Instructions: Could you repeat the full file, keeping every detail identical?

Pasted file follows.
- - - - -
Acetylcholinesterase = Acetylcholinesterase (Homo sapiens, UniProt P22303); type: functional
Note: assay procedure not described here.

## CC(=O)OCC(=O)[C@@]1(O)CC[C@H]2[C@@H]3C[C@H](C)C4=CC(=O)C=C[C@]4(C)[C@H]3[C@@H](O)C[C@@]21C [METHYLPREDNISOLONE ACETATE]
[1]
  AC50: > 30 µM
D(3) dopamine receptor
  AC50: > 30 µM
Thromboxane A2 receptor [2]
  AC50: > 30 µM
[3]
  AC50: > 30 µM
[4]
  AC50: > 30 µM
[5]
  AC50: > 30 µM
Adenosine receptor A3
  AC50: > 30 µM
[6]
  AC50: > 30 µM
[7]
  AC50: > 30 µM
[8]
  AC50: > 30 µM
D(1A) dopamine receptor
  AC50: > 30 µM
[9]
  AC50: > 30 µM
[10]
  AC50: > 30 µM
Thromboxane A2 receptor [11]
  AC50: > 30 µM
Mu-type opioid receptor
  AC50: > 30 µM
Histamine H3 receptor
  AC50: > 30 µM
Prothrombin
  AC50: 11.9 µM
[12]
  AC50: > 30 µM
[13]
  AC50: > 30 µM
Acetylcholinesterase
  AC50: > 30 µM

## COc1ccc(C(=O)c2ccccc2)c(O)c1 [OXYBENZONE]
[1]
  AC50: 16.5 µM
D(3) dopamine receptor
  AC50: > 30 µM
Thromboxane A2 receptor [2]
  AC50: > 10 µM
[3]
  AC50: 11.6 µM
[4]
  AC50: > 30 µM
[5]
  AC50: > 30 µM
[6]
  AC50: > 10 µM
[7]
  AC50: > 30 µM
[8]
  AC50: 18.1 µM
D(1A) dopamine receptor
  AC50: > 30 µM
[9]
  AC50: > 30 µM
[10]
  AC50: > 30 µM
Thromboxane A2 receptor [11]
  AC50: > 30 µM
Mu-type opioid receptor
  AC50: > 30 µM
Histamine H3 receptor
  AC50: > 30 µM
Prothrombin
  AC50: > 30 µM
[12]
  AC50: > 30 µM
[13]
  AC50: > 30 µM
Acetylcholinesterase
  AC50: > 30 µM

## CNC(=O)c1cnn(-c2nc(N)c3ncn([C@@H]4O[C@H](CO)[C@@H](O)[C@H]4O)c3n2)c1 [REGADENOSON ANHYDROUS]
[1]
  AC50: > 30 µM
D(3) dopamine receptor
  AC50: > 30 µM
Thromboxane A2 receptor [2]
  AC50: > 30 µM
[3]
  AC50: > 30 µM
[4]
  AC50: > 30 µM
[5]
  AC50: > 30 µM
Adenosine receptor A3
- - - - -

Acetylcholinesterase = Acetylcholinesterase (Homo sapiens, UniProt P22303); type: functional
Note: assay procedure not described here.

## CC(=O)OCC(=O)[C@@]1(O)CC[C@H]2[C@@H]3C[C@H](C)C4=CC(=O)C=C[C@]4(C)[C@H]3[C@@H](O)C[C@@]21C [METHYLPREDNISOLONE ACETATE]
[1]
  AC50: > 30 µM
D(3) dopamine receptor
  AC50: > 30 µM
Thromboxane A2 receptor [2]
  AC50: > 30 µM
[3]
  AC50: > 30 µM
[4]
  AC50: > 30 µM
[5]
  AC50: > 30 µM
Adenosine receptor A3
  AC50: > 30 µM
[6]
  AC50: > 30 µM
[7]
  AC50: > 30 µM
[8]
  AC50: > 30 µM
D(1A) dopamine receptor
  AC50: > 30 µM
[9]
  AC50: > 30 µM
[10]
  AC50: > 30 µM
Thromboxane A2 receptor [11]
  AC50: > 30 µM
Mu-type opioid receptor
  AC50: > 30 µM
Histamine H3 receptor
  AC50: > 30 µM
Prothrombin
  AC50: 11.9 µM
[12]
  AC50: > 30 µM
[13]
  AC50: > 30 µM
Acetylcholinesterase
  AC50: > 30 µM

## COc1ccc(C(=O)c2ccccc2)c(O)c1 [OXYBENZONE]
[1]
  AC50: 16.5 µM
D(3) dopamine receptor
  AC50: > 30 µM
Thromboxane A2 receptor [2]
  AC50: > 10 µM
[3]
  AC50: 11.6 µM
[4]
  AC50: > 30 µM
[5]
  AC50: > 30 µM
[6]
  AC50: > 10 µM
[7]
  AC50: > 30 µM
[8]
  AC50: 18.1 µM
D(1A) dopamine receptor
  AC50: > 30 µM
[9]
  AC50: > 30 µM
[10]
  AC50: > 30 µM
Thromboxane A2 receptor [11]
  AC50: > 30 µM
Mu-type opioid receptor
  AC50: > 30 µM
Histamine H3 receptor
  AC50: > 30 µM
Prothrombin
  AC50: > 30 µM
[12]
  AC50: > 30 µM
[13]
  AC50: > 30 µM
Acetylcholinesterase
  AC50: > 30 µM

## CNC(=O)c1cnn(-c2nc(N)c3ncn([C@@H]4O[C@H](CO)[C@@H](O)[C@H]4O)c3n2)c1 [REGADENOSON ANHYDROUS]
[1]
  AC50: > 30 µM
D(3) dopamine receptor
  AC50: > 30 µM
Thromboxane A2 receptor [2]
  AC50: > 30 µM
[3]
  AC50: > 30 µM
[4]
  AC50: > 30 µM
[5]
  AC50: > 30 µM
Adenosine receptor A3